One of the more surprising aspects regarding the locked iPhone 5c involved in the San Bernardino terrorist attack of 2015 was that the FBI was unable to unlock the device by themselves. What’s more, we would later find out that even the NSA — who the FBI asked for assistance — lacked the requisite tools to unlock the device, a somewhat startling fact given all we know about the NSA’s activities and expertise.

Speaking at a conference on military technology this past Friday, NSA deputy director Richard Ledgett addressed the topic and explained why the NSA was unable to access Syed Farook’s iPhone 5c. And as it turns out, it’s not necessarily that the task was beyond the NSA’s capabilities. Rather, the iPhone 5c wasn’t a sufficiently popular device that would have warranted the NSA’s attention in the first place. In other words, the iPhone 5c was never on the NSA’s radar because the people it had an interest in tracking and spying on were using other devices.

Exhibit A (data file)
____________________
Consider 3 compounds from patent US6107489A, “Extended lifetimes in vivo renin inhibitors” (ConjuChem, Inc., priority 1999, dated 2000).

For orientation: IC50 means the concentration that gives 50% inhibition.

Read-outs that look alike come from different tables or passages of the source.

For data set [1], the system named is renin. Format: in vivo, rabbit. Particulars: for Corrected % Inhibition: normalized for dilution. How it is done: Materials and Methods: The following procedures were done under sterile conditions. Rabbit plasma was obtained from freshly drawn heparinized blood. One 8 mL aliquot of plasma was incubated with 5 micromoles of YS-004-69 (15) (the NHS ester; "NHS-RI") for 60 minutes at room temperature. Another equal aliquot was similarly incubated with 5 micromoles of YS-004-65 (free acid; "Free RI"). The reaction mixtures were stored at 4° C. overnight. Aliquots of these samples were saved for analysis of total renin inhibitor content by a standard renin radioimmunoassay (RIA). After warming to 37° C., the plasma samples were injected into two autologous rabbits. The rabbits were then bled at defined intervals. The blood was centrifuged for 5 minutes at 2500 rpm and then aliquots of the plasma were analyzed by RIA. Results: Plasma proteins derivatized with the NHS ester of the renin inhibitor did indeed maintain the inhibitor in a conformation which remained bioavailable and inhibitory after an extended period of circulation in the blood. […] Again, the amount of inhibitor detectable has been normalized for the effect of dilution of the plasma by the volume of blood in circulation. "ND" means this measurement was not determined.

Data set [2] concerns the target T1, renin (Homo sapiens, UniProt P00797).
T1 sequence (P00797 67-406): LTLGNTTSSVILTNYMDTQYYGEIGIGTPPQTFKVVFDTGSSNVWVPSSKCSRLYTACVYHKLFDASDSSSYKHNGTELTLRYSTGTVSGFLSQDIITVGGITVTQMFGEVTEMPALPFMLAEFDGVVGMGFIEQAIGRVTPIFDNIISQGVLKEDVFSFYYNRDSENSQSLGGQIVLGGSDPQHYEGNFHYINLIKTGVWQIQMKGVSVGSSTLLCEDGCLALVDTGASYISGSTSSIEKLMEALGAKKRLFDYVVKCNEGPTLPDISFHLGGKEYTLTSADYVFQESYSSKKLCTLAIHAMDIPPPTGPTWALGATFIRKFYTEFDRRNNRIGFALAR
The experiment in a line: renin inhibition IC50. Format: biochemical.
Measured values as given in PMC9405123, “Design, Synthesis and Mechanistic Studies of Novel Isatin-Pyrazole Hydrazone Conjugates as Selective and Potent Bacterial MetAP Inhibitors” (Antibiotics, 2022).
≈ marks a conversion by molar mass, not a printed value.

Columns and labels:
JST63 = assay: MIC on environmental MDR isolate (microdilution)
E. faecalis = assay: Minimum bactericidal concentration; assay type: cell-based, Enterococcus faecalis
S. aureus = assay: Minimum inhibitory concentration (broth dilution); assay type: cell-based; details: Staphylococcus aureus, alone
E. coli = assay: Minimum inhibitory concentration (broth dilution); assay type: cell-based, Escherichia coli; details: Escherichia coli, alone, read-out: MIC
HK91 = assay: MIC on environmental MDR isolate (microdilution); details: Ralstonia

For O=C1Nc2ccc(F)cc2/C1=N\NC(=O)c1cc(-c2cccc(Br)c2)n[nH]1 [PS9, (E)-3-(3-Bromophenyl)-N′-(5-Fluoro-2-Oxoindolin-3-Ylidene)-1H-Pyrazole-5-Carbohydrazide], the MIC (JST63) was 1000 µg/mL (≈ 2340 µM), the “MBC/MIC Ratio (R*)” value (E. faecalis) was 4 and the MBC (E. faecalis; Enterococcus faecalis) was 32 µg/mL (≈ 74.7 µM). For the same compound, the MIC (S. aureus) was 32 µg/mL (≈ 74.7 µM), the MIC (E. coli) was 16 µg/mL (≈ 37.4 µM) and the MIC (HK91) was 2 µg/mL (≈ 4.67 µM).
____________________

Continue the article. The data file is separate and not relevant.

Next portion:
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In remarks relayed by The Intercept, Ledgett explained that the NSA only works on exploits for certain devices.

“We don’t do every phone, every variation of phone,” Ledgett said. “If we don’t have a bad guy who’s using it, we don’t do that.”

With limited resources, the NSA understandably has to focus on just a few devices. Indeed, developing exploits for every smartphone and variation of a mobile OS  that hits the market would be nothing short of a waste of time. Consequently, the NSA’s deputy director said that the agency prioritizes the devices that “bad guys” use as opposed to blindly developing attack vectors for whatever device happens to be popular amongst mainstream users.

And for the record, the iPhone 5c wasn’t really popular with anyone. Even Tim Cook at one point conceded that the device never sold as well as Apple initially thought it would.

The NSA’s abilities aside, the FBI ultimately managed to access the terrorist’s locked iPhone by purchasing a hack from an unidentified third-party.

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